Big Data is a Big Deal

by May 23, 2017

Data is proliferating at an accelerated rate, with all the mobile and desktop apps, social media, online purchasing, and consumer loyalty programs available today. All of these data sources have not just changed the way we operate on a day-to-day basis, but it has immensely increased the volume, velocity, and variety of data being created.

Faced with this growing trend, data professionals now often have to look beyond the relational database to NoSQL database technologies to fully address their data management needs. The four categories of NoSQL databases are column-oriented, key-value, graph, and document-oriented databases, and each one is best suited to fill a specific data management niche.

Document-oriented databases, which store data in JavaScript Object Notation (JSON) documents, are commonly used to collect machine-generated data. This data is often generated rapidly and in high volume, and therefore is often difficult to manage and analyze with systems other than document-oriented databases.

MongoDB is a specific example of a document-oriented database and, although it excels at solving the problem outlined above, its schema-less architecture can pose problems related to data quality. For instance, in a single MongoDB collection, you could technically have different fields for accountNumber, AccountNumber, and accountnumber (note the different case usage). The data quality problem arises when a report is written that requires customer account numbers, but only queries the AccountNumber field and, therefore, only receives a subset of records. To steer clear of this problem, it is recommended to spend some time modeling your data before implementing a MongoDB system.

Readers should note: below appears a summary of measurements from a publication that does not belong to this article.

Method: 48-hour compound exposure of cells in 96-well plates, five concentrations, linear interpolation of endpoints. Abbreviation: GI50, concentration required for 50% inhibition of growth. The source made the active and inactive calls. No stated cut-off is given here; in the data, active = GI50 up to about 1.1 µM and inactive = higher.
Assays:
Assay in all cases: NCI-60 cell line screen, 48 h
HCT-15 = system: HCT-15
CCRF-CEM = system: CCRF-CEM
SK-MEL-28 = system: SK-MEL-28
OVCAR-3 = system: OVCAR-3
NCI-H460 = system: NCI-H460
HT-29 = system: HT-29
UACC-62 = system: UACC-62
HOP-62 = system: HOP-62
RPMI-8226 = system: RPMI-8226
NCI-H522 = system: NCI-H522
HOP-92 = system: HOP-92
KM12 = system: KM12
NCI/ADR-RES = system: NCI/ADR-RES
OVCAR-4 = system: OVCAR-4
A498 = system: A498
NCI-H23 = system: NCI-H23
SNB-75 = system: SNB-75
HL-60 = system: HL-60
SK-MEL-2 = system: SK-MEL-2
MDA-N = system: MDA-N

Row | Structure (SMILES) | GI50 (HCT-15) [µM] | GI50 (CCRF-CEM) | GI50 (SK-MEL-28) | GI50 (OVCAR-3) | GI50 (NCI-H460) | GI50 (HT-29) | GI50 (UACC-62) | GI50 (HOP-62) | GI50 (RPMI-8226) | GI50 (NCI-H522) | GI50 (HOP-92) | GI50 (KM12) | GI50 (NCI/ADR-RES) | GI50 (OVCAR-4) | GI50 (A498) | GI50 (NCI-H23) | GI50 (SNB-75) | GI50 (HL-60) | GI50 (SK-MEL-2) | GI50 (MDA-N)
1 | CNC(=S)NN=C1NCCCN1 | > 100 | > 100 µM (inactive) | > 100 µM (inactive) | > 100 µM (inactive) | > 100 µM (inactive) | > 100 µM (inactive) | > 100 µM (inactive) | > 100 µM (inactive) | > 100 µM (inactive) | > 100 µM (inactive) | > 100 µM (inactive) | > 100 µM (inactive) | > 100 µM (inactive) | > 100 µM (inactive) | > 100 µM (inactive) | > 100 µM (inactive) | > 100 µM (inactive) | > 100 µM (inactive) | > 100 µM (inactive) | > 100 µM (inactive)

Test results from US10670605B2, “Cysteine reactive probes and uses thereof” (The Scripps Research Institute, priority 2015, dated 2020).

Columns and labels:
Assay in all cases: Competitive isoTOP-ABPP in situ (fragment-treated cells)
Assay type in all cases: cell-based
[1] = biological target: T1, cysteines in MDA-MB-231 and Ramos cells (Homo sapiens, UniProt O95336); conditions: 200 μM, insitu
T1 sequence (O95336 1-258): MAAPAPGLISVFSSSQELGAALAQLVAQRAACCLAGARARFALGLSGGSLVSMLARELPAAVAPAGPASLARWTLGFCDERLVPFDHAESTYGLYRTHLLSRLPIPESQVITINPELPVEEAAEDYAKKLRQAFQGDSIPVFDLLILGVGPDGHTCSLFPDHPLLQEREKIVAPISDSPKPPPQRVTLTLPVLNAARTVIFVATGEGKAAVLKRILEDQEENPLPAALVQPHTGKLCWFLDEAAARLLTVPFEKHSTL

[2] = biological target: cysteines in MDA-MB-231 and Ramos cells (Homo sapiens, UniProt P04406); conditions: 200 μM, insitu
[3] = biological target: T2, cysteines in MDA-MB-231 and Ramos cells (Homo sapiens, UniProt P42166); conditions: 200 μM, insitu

ER/Studio Data Architect makes modeling MongoDB easier with support for native reverse engineering, plus a special modeling notation for the embedded object arrays used in MongoDB. This “is-contained-in” notation indicates the array relationship for nested objects in the model view. Additionally, Data Architect can forward engineer to blank-sample JSON, providing round-trip support. The MongoDB sources can be accessed securely through Kerberos and SSL authentication and encryption.

Other applications for big data often use Apache Hadoop as the underlying data management platform. Due to Hadoop’s schema-less architecture and its ability to horizontally scale over commodity hardware, data storage is no longer the limiting factor for performing in-depth analytics. Hadoop gives data professionals the ability to keep up with the volume, velocity, and variety of data being created. However, its schema-less architecture does not mean that data modeling can be avoided.

Since data stored in Hadoop is almost always used for analytics, and because of its immense volume and wide variety, the need for data modeling has never been greater. As an example, if a micro-targeting strategy relies on personal data captured from a campaign website, then a dimensional data model should be used to dissect the data into facts such as website visits by potential supporters and dimensions such as location and time of their visits. This is necessary information for properly analyzing the data.

ER/Studio Data Architect provides support for Hadoop Hive with native reverse-engineering and DDL generation, and is compatible with many of the major third-party implementations such as Hortonworks. The reverse engineering process generates datatypes and storage properties specific to Hadoop Hive.

Read more about ER/Studio’s big data support.